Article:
Monday, February 11, 2008

Godly Living, Green Living

Starting this Wednesday and continuing for 11 weeks, I will be co-teaching this class at my church during its Prime Time Wednesday community classes. The class starts at 6:30 and ends at 7:30 and all are welcome to a join us for a meal from 5 to 6:15. This week we will be introducing the series and asking you what you want to learn.

I'm having fun researching this topic, learning what I'm doing right and what else I could be doing. I think my theme will be "Take small steps and don't feel guilty because you aren't doing it all." For example, if you are driving a car that gets good mileage, shouldn't you be driving a hybrid car? If you are driving a hybrid car, why aren't you riding a bicycle or walking? Another theme is "What did Grandma do?" except she probably heated with coal or wood, which is something that you shouldn't emulate.

Thursday, February 07, 2008

Curious wet kitty

Just as I fell into a deep sleep during a heavy rainstorm this week, I heard a loud splash and gurgle of water. Disoriented, my first thought was that the rainwater was backing up through the tub drain. I stumbled into the bathroom to see what was happening. Miss Pippi leaped from the bathtub and streaked past me soaking wet. Quickly I grabbed a towel and threw it over her.

Miss Pippi, she is one curious kitty. To her surprise, Steve had not emptied the tub after using it to wet some wallpaper.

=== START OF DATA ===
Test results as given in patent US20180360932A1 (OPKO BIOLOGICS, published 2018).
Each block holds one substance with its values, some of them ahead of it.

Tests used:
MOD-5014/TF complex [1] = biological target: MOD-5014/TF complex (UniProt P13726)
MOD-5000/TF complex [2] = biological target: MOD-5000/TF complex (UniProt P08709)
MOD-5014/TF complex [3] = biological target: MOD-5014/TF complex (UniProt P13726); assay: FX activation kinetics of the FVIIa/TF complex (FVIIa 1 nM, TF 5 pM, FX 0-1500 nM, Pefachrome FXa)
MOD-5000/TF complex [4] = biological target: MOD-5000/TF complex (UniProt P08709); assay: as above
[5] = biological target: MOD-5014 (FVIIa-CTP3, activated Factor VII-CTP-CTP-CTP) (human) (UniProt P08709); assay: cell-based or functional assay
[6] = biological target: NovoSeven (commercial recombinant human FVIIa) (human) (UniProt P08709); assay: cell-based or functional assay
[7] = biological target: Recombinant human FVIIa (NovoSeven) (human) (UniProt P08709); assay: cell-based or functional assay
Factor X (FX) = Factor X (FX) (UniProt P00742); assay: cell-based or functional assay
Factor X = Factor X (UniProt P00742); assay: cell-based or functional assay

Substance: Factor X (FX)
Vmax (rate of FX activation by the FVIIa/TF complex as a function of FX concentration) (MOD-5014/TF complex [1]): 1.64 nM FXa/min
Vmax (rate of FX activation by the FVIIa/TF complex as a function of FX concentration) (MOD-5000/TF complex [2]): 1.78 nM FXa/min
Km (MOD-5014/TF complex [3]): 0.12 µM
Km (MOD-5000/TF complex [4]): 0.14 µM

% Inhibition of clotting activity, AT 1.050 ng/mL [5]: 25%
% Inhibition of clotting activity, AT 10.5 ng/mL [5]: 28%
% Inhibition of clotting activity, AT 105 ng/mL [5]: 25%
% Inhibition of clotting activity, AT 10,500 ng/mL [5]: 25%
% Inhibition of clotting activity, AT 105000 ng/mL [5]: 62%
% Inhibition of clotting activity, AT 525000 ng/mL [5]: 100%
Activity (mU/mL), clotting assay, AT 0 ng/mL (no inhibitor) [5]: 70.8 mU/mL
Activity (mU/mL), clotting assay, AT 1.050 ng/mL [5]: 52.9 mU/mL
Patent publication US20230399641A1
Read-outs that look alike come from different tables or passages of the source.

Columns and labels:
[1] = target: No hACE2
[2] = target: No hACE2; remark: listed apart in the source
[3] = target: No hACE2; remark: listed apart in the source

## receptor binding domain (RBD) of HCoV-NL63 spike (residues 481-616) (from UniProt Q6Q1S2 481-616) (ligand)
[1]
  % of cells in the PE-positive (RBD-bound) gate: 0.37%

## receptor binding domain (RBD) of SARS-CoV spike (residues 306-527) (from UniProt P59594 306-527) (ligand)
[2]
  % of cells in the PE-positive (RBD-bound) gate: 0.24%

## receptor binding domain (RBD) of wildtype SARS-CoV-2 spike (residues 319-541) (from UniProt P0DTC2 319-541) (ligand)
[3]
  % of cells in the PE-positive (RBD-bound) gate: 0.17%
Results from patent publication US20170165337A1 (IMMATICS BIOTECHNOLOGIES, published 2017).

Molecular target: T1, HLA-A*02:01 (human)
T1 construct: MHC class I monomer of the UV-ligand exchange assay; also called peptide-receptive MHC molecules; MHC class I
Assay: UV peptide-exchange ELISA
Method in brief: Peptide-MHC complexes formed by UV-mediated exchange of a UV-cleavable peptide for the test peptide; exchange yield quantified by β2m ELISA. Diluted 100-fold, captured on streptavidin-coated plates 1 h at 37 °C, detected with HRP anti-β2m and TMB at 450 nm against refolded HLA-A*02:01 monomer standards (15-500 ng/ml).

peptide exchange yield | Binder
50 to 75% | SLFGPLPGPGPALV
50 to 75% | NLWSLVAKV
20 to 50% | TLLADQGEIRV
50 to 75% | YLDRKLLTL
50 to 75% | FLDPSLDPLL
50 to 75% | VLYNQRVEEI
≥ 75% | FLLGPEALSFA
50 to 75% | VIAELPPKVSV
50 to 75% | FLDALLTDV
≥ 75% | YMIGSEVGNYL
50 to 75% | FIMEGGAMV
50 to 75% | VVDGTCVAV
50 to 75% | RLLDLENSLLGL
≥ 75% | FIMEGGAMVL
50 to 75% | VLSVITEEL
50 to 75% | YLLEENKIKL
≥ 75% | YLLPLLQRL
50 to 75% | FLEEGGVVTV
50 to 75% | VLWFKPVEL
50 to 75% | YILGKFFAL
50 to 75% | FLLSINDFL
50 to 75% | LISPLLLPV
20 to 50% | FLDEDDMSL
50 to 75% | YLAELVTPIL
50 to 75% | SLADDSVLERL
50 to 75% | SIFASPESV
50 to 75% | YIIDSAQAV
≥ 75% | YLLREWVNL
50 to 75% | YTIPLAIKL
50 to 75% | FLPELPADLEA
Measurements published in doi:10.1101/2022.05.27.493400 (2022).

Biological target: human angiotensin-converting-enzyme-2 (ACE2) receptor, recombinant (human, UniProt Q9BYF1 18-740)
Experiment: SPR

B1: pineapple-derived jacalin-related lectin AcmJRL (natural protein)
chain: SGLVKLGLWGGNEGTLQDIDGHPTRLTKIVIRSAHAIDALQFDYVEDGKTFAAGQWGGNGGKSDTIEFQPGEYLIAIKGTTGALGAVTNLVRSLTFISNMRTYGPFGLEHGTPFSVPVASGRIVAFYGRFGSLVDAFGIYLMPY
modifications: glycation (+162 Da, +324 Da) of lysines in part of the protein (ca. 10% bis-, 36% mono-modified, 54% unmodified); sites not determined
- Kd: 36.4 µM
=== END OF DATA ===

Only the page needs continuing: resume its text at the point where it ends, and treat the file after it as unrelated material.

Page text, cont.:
Wednesday, February 06, 2008

Grass-fed, happy cow

Several months ago, my brother John asked if I wanted to buy part of a cow, which his neighbor had been pasturing. Usually his friend will finish off the cow with grain the last two months, but I told John I was interested only if it was totally grass fed. John assured me that this was one "happy cow" as he has been watching it all summer. If you knew my brother, you would know how funny it was for him talking about happy cows.

When we divided the packages several weeks ago, John told us that the woman at the packing plant remarked several times how great the meat looked and she could tell the cow was not stressed. If stress affects our bodies, why wouldn't stress affect a cow's body? The cow continued to eat grass and was butchered within two hours of leaving the field. The packing lady said that cows stress out in 12 to 24 hours and it changes the taste of the meat. Here's John deciding how many steaks each of us get. And yes, the meat is very tasty. We don't usually eat much beef, but that has been changing.


Snow plus more snow plus heavy rain equals another record discharge rate for Cedar Creek. It's at 5030 cubic feet per second today. Water from our pond is flowing through the overflow for the first time since a muskrat decided to lower the pond by burrowing several new outlets. We finally sent the muskrat down the creek by using smoke bombs. The dog didn't deter him. Neither did collapsing his burrows, filling them with rocks and setting live traps.

Thursday Update: It's still rising. 5120 cubic feet per second now.